All Things Considered on AM 870 NewsTalk

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On May 3, 1971, at 5 p.m., All Things Considered debuted on 90 public radio stations.

In the 40 years since, almost everything about the program has changed, from the hosts, producers, editors and reporters to the length of the program, the equipment used and even the audience.

However there is one thing that remains the same: each show consists of the biggest stories of the day, thoughtful commentaries, insightful features on the quirky and the mainstream in arts and life, music and entertainment, all brought alive through sound.

All Things Considered is the most listened-to, afternoon drive-time, news radio program in the country. Every weekday the two-hour show is hosted by Robert SiegelMichele Norris and Melissa Block. In 1977, ATC expanded to seven days a week with a one-hour show on Saturdays and Sundays, currently hosted by Guy Raz.

During each broadcast, stories and reports come to listeners from NPR reporters and correspondents based throughout the United States and the world. The hosts interview newsmakers and contribute their own reporting. Rounding out the mix are the disparate voices of a variety of commentators, including Sports Commentator Stefen Fastis, Poet Andrei Codrescu and Political Columnists David Brooks and E.J. Dionne,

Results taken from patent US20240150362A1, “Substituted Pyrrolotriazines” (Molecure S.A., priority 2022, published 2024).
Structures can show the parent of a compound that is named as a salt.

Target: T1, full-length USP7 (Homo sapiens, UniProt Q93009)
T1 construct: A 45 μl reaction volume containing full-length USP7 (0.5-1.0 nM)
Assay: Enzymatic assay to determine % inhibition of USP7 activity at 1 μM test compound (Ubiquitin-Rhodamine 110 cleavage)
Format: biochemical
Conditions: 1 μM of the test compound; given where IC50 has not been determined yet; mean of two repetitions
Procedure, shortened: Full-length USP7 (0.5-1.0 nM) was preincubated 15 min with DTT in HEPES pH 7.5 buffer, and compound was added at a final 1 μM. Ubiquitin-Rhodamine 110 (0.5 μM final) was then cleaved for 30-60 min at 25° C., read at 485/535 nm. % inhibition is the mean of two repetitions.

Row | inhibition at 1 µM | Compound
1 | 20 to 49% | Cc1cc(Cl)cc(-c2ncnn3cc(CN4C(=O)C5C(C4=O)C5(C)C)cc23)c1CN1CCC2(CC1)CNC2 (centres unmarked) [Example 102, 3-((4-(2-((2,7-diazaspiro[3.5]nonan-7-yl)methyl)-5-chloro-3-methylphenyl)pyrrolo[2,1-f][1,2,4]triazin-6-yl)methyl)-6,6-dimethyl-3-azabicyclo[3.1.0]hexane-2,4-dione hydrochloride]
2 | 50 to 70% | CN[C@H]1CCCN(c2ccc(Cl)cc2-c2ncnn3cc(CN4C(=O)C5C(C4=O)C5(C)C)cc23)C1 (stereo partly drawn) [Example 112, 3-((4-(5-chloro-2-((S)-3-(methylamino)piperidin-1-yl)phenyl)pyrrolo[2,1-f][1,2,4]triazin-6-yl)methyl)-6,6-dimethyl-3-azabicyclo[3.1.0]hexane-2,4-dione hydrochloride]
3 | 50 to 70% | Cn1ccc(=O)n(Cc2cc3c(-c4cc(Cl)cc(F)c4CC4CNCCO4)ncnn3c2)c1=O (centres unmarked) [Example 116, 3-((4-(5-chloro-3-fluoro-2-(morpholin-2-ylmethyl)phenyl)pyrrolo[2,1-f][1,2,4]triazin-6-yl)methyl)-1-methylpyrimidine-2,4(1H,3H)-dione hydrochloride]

All Things Considered has earned many of journalism's highest honors, including the George Foster Peabody Award, the Alfred I. duPont-Columbia University Award and the Overseas Press Club Award.

Copyright 2018 NPR. To see more, visit http://www.npr.org/.

(SOUNDBITE OF SONG, "HEARD ABOUT US")

BEYONCE: (Singing) No need to ask you heard about us. No need to ask you heard about us. Already know you know about us.

MICHEL MARTIN, HOST:

Copyright 2018 NPR. To see more, visit http://www.npr.org/.

(SOUNDBITE OF SONG, "HEARD ABOUT US")

BEYONCE: (Singing) No need to ask you heard about us. No need to ask you heard about us. Already know you know about us.

MICHEL MARTIN, HOST:

Copyright 2018 NPR. To see more, visit http://www.npr.org/.

(SOUNDBITE OF SONG, "HEARD ABOUT US")

BEYONCE: (Singing) No need to ask you heard about us. No need to ask you heard about us. Already know you know about us.

MICHEL MARTIN, HOST:

Copyright 2018 NPR. To see more, visit http://www.npr.org/.

MICHEL MARTIN, HOST:

If you are planning to see any live music this summer, we are told that our next guests are the ones to see.

(SOUNDBITE OF SONG, "ALL I WANNA DO")

THE WAR AND TREATY: (Singing) I can fly to New Orleans.

Copyright 2018 NPR. To see more, visit http://www.npr.org/.

MICHEL MARTIN, HOST:

If you are planning to see any live music this summer, we are told that our next guests are the ones to see.

(SOUNDBITE OF SONG, "ALL I WANNA DO")

THE WAR AND TREATY: (Singing) I can fly to New Orleans.

Until now, the slaves who lived at Monticello, Thomas Jefferson's Virginia estate, existed largely in the background.

On Saturday, Monticello unveiled new exhibits designed to amplify hundreds of people whose enslavement helped create and run the Founding Father's grandiose home.